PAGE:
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7 Tips to Encourage Good Sibling Relationships

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Healthy relationships don’t just happen. Good sibling relationships develop as a result of hard work and deliberate effort on the part of parents and children. As a mom of 6 children, and one of 4 siblings, I’ve learned some tips for encouraging positive, healthy relationships between brothers and sisters.

Girl and boy looking at each other with toddler in front. Encouraging good sibling relationships.

Full Video Transcript

[Note: I’ve made some minor edits to enhance readability.]

How can you help your kids become each other’s best friends? 

I’ve seen so many terrible sibling relationships: kids who grew up in the same house, who were raised by loving parents. The parents seemed to do the right things, and yet the kids, when they become adults, they are not able to be friends with each other, not able to be close. 

I wondered, “How can I prevent that from happening with my kids?

I’ve also seen some siblings who are clearly very close, and spend a lot of time together, and enjoy spending time together. That was what I wanted for my kids. 

Sisters with climbing gear. good sibling relationships.

Here are some of the things that we found that seem to be really making a difference. 

1. Teach Conflict Resolution

Number one: you need to teach your kids conflict resolution directly. Many of us, when we wanted our parents to get involved in our sibling conflicts, they would come in as a judge. You might hear both sides of the story and then they would hand down their judgment. 

That’s a quick and rapid way to make sure that the situation is resolved but it tends to create resentment. There is usually some abuse of power that ends up happening. Where the parent will simply tell one child, or the other, after hearing only a part of the story, “Oh you need to do this.”

Boy and girl eating s'mores.

And that’s the end of it. And it doesn’t teach the siblings any conflict resolution and it leads to a lot of hurt feelings. 

My own childhood experiences

Growing up, I was the oldest. So frequently, the answer to conflict between myself and the younger sibling would be, “You’re the oldest and so you need to be mature and handle things.”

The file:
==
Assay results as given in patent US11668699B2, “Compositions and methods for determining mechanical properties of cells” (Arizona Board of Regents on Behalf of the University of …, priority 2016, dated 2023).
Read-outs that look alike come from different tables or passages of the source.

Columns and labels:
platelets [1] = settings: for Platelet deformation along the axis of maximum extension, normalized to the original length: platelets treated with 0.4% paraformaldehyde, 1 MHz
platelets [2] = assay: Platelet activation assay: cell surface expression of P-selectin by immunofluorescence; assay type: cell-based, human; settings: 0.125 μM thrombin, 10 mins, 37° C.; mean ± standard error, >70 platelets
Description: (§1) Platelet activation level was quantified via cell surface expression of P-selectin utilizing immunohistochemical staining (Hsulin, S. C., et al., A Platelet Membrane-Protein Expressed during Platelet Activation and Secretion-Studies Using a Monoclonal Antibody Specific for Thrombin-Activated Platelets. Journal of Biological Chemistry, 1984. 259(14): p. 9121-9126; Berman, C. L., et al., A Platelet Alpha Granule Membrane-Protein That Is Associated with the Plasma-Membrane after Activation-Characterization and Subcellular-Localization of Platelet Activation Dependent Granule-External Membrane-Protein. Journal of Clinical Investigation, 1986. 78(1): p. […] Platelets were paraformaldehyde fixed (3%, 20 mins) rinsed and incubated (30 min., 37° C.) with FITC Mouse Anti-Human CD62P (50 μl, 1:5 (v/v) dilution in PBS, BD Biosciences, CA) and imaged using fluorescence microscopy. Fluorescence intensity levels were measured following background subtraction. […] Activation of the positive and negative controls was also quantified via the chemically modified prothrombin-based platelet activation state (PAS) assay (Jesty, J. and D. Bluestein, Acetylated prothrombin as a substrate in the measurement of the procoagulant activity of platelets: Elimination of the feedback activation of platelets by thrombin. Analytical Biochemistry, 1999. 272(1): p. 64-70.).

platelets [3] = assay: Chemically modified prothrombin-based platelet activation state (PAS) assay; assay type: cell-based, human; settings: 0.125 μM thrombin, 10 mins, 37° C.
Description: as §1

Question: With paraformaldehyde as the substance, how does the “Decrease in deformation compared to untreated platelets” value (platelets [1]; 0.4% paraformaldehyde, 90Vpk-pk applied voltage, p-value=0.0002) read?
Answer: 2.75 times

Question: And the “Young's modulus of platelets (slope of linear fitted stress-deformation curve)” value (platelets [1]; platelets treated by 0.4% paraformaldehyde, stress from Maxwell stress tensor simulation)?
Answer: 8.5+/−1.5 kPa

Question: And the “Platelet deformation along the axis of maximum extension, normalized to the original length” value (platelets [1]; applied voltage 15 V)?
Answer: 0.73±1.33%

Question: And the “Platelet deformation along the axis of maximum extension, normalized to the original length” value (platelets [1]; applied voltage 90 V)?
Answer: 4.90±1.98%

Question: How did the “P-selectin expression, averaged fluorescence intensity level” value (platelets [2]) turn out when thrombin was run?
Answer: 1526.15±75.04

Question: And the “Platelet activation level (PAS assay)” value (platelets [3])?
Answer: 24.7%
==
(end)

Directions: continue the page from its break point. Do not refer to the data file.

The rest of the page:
As I’ve gotten into adulthood that pattern continues. They are full adults now, but I’m still expected to let them behave whatever way they want to. And they aren’t expected to grow in maturity. 

@dinkumtribe Yes. They are my family. And they have repeatedly abused and bullied me, and I gave them years of warnings and second chances. They don’t care. So now I’m choosing to prioritize my safety and mental health. @DinkumTribe ADHD family travel @DinkumTribe ADHD family travel @DinkumTribe ADHD family travel #toxicparent #nocontactwithparent #abusiveparent #toxicfamily ♬ original sound – DinkumTribe ADHD family travel

Not a quick fix

That’s something that we’ve done differently with our kids. Conflict resolution takes time and it takes energy and it takes some skills. 

We had to help our children understand, what is it to have a fair fight? What is it to have a fair argument? How can I learn to listen to what the other person is saying? How can we both come up with something that we’re both happy with?

That’s going to mean a lot of mediation with your kids. It’s going to mean you sit there with them while they’re talking to each other. You help them to do things in a healthy way and help them to communicate in a healthy way. 

@dinkumtribe This isn’t the way I was raised, but it’s the way I’m trying to raise my kids. @DinkumTribe ADHD family travel @DinkumTribe ADHD family travel @DinkumTribe ADHD family travel #parentingtips #parentingdoneright #parentingadvice #howtoparent ♬ original sound – DinkumTribe ADHD family travel

Results of teaching conflict resolution

And it takes a lot of time! But as we’ve done this with our kids we’ve seen how they learn empathy. They learn conflict resolution skills. They become a lot more willing to try to compromise. 

They have the skills they need to get into fewer arguments. And now as we have teenagers, we’re seeing that our teenagers, when they and their sibling are in a conflict a lot of times they can work it out without us having to be involved. 

And they both will come out of it happy and still friends with each other. So teaching conflict resolution is a really huge skill that helps your kids to eventually be able to be better friends with each other.